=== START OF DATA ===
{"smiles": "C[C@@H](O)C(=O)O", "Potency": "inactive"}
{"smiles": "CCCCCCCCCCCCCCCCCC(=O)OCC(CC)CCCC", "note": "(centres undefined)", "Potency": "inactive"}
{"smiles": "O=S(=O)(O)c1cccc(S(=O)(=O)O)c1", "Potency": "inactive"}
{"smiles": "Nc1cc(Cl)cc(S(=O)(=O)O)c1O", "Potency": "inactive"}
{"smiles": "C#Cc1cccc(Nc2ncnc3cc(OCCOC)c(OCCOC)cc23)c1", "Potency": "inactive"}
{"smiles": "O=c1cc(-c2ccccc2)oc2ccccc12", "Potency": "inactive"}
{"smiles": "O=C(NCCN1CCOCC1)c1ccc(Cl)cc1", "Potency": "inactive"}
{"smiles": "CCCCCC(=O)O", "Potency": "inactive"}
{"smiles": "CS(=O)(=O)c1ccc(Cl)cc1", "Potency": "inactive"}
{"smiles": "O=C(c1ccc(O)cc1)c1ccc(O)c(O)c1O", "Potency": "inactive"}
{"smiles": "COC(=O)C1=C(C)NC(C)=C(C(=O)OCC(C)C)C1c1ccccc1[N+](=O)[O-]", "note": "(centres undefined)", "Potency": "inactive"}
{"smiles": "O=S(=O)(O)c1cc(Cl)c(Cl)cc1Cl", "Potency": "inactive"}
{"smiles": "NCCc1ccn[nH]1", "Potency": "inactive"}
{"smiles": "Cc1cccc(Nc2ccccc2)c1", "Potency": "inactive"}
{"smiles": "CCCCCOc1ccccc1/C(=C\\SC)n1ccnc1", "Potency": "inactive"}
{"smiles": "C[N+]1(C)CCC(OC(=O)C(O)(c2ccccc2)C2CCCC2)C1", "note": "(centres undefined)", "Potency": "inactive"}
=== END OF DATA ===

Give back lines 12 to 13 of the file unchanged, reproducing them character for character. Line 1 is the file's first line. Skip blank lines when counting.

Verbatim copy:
{"smiles": "O=S(=O)(O)c1cc(Cl)c(Cl)cc1Cl", "Potency": "inactive"}
{"smiles": "NCCc1ccn[nH]1", "Potency": "inactive"}